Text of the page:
Mar 11, 2021 2:15 PM

Author: Sarah Zou, RD


How a Registered Dietitian Personalizes Their Plate

The theme of this year’s National Nutrition Month is “Personalize your plate.” There is no one-size-fits-all approach to nutrition and health. We are all unique with different bodies, goals, backgrounds, and tastes! In the spirit of the theme, we have asked four University of Utah registered dietitians to show us how they approach balanced nutrition by sharing what they eat in a day. 

Hello everyone, my name is Sarah Zou and I am a registered dietitian working for Wellness and Integrative Health. My approach to meals is to plan ahead – I live alone and cooking for one can pose some unique challenges. By planning ahead, I’m able to have delicious and healthy meals on hand while reducing food waste and the amount of money I spend on food. I also eat a semi-vegetarian diet out of concern for the environmental impact of animal meats and to limit my individual contribution to climate change. This means I don’t eat meat every day, on average I probably have meat 3-4 times a week. Here is what a pretty typical day looks like for me:

avocado-rice-cake-egg

Breakfast – Avocado Toast on Rice Cakes with Two Eggs

This has been my go-to breakfast for many months now. I have honestly lost track of how long I’ve been eating this as breakfast. I love avocado toast, and instead of bread I use rice cakes for extra crunch and speediness – I don’t have a toaster, so it’s much faster than toasting bread in a pan! The rice cakes I buy are made with brown rice so they’re a healthy whole grain product with lots of fiber.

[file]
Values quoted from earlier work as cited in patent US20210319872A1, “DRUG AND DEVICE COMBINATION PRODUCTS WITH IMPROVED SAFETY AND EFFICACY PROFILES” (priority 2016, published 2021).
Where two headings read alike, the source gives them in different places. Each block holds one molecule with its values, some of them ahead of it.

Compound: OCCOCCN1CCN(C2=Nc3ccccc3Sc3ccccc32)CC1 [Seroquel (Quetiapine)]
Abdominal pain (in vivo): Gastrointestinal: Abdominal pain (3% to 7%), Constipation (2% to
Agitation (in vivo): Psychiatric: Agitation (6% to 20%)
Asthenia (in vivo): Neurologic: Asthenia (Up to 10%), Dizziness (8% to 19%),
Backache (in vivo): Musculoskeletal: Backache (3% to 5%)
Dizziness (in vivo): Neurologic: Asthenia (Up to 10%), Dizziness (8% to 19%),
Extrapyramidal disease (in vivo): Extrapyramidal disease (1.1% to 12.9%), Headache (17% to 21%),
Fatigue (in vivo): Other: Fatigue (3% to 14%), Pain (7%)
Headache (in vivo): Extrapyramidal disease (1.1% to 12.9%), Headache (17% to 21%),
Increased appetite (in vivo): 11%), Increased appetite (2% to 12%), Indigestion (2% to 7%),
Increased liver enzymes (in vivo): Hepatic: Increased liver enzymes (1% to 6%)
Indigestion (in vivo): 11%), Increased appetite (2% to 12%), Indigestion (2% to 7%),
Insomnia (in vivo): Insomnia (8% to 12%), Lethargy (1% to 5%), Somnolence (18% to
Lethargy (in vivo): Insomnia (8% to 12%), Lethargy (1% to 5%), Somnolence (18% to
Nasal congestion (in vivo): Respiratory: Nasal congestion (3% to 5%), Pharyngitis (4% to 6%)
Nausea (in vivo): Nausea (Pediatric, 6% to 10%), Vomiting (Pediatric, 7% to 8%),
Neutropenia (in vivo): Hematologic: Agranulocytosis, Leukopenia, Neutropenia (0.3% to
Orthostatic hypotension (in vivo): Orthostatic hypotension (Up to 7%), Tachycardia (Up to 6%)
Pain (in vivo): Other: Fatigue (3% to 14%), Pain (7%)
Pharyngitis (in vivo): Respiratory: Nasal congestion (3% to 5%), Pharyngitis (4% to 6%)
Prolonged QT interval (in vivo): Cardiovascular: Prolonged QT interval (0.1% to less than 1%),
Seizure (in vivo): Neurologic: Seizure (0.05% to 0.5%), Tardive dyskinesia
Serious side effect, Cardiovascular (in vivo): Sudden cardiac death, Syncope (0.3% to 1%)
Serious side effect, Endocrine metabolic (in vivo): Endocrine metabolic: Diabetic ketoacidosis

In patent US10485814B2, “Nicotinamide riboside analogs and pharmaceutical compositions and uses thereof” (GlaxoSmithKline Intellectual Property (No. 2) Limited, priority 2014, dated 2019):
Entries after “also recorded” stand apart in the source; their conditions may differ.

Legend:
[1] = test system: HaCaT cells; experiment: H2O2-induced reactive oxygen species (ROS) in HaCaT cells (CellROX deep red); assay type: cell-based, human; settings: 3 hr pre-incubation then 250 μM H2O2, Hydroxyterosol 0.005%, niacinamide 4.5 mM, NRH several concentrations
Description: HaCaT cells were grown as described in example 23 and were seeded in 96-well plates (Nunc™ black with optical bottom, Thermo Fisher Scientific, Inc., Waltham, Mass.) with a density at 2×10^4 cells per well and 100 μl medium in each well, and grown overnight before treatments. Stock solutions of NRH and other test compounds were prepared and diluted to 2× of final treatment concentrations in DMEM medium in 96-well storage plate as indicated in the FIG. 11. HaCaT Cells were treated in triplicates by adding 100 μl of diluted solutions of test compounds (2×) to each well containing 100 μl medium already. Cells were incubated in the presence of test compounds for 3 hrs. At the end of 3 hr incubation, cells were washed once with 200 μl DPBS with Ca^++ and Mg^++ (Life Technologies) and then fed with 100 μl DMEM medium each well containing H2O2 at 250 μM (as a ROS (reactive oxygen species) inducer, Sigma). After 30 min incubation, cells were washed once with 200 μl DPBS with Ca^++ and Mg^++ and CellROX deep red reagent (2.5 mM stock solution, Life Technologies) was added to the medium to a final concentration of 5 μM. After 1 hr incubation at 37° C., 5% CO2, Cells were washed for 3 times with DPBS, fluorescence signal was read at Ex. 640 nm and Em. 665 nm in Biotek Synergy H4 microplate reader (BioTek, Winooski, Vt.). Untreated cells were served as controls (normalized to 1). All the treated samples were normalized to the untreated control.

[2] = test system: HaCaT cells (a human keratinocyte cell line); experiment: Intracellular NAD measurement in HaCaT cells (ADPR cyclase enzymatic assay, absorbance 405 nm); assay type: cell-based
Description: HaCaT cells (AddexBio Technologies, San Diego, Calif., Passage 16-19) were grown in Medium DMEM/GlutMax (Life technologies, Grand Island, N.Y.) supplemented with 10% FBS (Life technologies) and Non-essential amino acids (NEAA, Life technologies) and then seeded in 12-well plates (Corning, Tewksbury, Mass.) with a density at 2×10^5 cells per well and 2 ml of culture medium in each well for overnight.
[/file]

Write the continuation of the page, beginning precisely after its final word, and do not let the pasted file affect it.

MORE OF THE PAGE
I spread a quarter of a small avocado on each rice cake, sprinkle with Trader Joe’s Everything But the Bagel Seasoning (so good!), and top each one with an egg that I lightly fry in a non-stick pan with cooking spray. It looks like this, before and after adding the egg. The combination of protein, fiber, and healthy fat is a fantastic way to start the day and keep me full until lunch.

quesadilla-jalapeno

Lunch – Spinach Mushroom Quesadillas on Whole Wheat Tortillas

I truly believe that whoever invented quesadillas must have been a genius. They are one of the most versatile meals – you can pretty much put whatever you want in the filling since everything tastes good with cheese! And even better, they take almost no time to cook. Tip: quesadillas are a FANTASTIC way to use up random leftovers.

This week I prepped a batch of spinach and mushroom filling by sautéing red onion, frozen spinach, and fresh sliced mushrooms in a pan. At lunch, I turn it into a meal by folding the pre-cooked filling into a whole wheat tortilla with a handful of reduced fat shredded cheese and toasting both sides in a pan. It takes 5 minutes to heat up and melt the cheese and tastes incredible while providing a healthy amount of vegetables and fiber. Sometimes I’ll use salsa as a condiment, but today I chose Trader Joe’s Jalapeno Sauce. It reminds me of a hot sauce that’s common in taco shops in Austin, where I lived for several years. I’ve already gone through 3 or 4 bottles. I may be a little obsessed. Be warned – it's definitely got some kick!

miso-glazed-tofu

Dinner – Miso Glazed Tofu and Veggie Stir-fry over Rice